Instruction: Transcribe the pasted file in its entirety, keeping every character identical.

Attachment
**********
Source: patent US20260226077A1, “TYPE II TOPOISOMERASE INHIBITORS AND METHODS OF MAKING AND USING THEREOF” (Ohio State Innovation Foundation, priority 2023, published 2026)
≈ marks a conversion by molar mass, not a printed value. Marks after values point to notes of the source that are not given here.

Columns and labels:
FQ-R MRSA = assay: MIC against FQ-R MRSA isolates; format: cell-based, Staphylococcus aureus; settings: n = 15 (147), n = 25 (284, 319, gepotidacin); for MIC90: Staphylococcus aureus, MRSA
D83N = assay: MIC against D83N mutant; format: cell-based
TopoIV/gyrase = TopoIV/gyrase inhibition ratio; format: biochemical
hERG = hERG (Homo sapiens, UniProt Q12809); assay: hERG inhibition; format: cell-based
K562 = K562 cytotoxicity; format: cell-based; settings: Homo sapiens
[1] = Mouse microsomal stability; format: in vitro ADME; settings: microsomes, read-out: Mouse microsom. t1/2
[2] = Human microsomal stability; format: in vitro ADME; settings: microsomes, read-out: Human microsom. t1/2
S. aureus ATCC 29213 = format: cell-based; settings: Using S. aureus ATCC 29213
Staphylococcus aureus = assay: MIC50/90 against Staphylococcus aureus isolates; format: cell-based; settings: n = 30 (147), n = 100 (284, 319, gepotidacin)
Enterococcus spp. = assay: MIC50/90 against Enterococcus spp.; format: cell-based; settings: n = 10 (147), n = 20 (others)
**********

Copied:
Source: patent US20260226077A1, “TYPE II TOPOISOMERASE INHIBITORS AND METHODS OF MAKING AND USING THEREOF” (Ohio State Innovation Foundation, priority 2023, published 2026)
≈ marks a conversion by molar mass, not a printed value. Marks after values point to notes of the source that are not given here.

Columns and labels:
FQ-R MRSA = assay: MIC against FQ-R MRSA isolates; format: cell-based, Staphylococcus aureus; settings: n = 15 (147), n = 25 (284, 319, gepotidacin); for MIC90: Staphylococcus aureus, MRSA
D83N = assay: MIC against D83N mutant; format: cell-based
TopoIV/gyrase = TopoIV/gyrase inhibition ratio; format: biochemical
hERG = hERG (Homo sapiens, UniProt Q12809); assay: hERG inhibition; format: cell-based
K562 = K562 cytotoxicity; format: cell-based; settings: Homo sapiens
[1] = Mouse microsomal stability; format: in vitro ADME; settings: microsomes, read-out: Mouse microsom. t1/2
[2] = Human microsomal stability; format: in vitro ADME; settings: microsomes, read-out: Human microsom. t1/2
S. aureus ATCC 29213 = format: cell-based; settings: Using S. aureus ATCC 29213
Staphylococcus aureus = assay: MIC50/90 against Staphylococcus aureus isolates; format: cell-based; settings: n = 30 (147), n = 100 (284, 319, gepotidacin)
Enterococcus spp. = assay: MIC50/90 against Enterococcus spp.; format: cell-based; settings: n = 10 (147), n = 20 (others)